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 Nov 1 - 7, 2018 
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News on the Green

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Estrogen <3 THC

Male and female cannabis users are affected quite differently by consumption of the same cannabis. Historically scientists have attributed these distinctions to everything from culturally prescribed gender roles to fat tissue distribution and muscle mass. Published in Frontiers in Behavioral Neuroscience’s latest volume, “The Modulating Role of Sex and Anabolic-Androgenic Steroid Hormones in Cannabinoid Sensitivity” reviews data derived from animal studies and concludes that sex differences in cannabis response are both cultural and biological and that sex hormones modulate human cannabinoid sensitivity.

Conducted by University of Cagliari researchers, the study examines the ways in which sex hormones like estradiol (aka estrogen), progesterone and testosterone influence both the formation and action of the human endocannabinoid system, endogenous brain cell networks that communicate using cannabinoids, cannabis’ primary chemical constituent. For example, the number of CB1 cannabinoid receptors in the brain fluctuates alongside estrogen levels. Estrogen also increases the quantity of endocannabinoid system-fortifying anandamide, and THC’s psychoactive effects are at their most intense when estrogen levels are at their highest.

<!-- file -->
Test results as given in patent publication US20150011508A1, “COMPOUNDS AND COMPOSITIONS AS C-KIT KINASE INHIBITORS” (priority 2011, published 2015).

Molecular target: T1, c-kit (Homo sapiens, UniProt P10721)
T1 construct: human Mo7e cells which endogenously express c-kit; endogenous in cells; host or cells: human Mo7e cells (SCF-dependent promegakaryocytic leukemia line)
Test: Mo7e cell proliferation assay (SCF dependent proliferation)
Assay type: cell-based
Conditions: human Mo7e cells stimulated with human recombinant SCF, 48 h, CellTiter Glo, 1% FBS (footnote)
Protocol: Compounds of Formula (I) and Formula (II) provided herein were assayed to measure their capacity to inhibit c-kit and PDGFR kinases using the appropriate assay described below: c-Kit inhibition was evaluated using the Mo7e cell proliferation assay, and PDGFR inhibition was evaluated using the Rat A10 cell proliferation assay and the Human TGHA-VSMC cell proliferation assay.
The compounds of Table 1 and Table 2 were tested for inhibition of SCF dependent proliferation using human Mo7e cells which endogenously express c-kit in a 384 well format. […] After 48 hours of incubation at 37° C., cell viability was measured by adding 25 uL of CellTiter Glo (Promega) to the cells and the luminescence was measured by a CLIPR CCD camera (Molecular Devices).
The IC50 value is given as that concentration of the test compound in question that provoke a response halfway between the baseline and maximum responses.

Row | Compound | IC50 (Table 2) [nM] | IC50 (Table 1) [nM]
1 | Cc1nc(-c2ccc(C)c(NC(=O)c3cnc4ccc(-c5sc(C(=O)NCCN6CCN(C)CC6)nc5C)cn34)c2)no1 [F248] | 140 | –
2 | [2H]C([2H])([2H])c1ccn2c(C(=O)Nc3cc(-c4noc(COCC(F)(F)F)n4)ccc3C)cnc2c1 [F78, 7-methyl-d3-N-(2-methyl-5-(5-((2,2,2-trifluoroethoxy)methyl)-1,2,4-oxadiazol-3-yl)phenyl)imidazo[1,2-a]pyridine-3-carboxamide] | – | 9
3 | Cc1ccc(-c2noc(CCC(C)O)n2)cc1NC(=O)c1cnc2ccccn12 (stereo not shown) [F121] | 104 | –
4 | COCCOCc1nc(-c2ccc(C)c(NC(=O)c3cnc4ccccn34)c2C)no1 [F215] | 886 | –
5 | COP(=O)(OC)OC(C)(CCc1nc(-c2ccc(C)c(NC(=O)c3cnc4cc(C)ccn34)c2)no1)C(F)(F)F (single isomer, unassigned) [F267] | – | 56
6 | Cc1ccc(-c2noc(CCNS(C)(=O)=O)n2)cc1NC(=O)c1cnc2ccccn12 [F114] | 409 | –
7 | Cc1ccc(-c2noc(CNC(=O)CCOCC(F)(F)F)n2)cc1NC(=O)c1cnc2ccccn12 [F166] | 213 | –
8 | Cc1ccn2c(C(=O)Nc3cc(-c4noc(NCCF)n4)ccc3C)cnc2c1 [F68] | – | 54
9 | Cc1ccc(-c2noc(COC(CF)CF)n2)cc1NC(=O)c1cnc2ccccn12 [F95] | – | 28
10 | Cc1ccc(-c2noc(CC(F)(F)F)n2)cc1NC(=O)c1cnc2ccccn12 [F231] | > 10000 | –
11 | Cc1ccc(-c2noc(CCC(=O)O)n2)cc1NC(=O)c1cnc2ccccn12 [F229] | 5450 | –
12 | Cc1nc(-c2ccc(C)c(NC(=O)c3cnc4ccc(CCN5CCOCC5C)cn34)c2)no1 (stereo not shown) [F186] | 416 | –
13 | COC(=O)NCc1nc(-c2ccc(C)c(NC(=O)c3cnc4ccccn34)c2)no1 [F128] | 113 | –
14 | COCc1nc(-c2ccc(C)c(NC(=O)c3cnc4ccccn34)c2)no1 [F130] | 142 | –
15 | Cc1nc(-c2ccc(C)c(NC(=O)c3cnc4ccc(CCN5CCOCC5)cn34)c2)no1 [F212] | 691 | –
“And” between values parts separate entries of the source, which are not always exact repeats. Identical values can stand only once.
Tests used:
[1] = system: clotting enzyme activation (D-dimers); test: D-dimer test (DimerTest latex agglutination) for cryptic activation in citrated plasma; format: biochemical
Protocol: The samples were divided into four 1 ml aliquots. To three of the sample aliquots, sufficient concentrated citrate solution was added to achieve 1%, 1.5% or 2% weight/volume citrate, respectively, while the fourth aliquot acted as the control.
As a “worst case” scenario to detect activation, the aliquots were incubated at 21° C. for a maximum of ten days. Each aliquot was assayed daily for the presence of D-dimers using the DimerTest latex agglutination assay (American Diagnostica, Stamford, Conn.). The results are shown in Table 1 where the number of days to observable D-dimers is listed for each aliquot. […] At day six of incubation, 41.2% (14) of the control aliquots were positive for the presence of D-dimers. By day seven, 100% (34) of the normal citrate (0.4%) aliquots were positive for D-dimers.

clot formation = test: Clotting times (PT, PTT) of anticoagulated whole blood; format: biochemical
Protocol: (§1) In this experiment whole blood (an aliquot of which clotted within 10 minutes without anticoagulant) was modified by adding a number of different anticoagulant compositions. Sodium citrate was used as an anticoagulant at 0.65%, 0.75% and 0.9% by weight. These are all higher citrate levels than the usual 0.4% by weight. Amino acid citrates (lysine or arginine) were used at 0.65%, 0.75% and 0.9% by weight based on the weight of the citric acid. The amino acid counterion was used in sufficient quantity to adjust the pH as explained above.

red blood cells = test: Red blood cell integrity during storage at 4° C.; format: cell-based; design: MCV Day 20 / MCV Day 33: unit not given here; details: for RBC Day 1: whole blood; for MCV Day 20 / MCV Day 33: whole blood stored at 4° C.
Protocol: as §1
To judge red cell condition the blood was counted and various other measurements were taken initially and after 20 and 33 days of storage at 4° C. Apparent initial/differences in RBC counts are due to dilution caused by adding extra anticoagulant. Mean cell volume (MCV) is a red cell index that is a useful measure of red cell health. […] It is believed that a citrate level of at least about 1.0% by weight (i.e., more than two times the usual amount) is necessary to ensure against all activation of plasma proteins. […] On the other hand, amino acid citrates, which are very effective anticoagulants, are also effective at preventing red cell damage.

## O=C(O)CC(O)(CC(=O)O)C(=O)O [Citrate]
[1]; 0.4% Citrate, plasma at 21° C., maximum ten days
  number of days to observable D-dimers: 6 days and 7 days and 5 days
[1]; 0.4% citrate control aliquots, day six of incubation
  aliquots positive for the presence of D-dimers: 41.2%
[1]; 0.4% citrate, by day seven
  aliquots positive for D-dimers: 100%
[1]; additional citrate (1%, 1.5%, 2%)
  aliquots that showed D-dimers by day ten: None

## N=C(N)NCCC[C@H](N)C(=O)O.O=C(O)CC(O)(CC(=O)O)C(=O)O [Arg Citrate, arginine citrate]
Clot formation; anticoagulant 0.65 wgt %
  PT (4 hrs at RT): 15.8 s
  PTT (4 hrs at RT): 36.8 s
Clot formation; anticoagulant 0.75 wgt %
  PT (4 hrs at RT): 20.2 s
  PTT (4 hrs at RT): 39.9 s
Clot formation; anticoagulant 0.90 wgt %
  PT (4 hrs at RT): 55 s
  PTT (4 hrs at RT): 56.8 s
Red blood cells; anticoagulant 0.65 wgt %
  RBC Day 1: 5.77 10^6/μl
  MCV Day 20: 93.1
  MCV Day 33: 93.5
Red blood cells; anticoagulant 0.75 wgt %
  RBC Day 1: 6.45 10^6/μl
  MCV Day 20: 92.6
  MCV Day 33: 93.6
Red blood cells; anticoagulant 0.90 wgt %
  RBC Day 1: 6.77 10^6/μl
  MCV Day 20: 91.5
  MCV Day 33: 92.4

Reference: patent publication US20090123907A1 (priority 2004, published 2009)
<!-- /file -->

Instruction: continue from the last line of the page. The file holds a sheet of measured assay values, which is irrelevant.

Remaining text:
Sobering Research

As Psychology Today reports, a new study of teen and young adult cannabis use and neurocognitive function, “One Month of Cannabis Abstinence in Adolescents and Young Adults Is Associated With Improved Memory,” was just published in The Journal of Clinical Psychology. Conducted by researchers at Harvard Medical School’s Massachusetts General Hospital (MGH), this study broke new ground by tracking how one month of abstinence from cannabis impacted cognitive function in young people who regularly use cannabis. Eighty-eight study participants ranging from age 16 to 25 were randomly assigned to abstain from cannabis for four weeks to collect data on how extended cannabis abstinence can benefit cognition. Only abstaining participants exhibited improvements in memory from baseline to week one. The study yielded no abstinence-correlated effect on attention, with all subjects improving consistently with practice.

Study results suggest that cannabis abstinence can offer meaningful improvement in verbal learning, verbal memory and better overall memory (in weeks one, two and three). The MGH research team recommends further research to determine whether cognitive improvement with cannabis abstinence can also be associated with academic and other functional outcomes.


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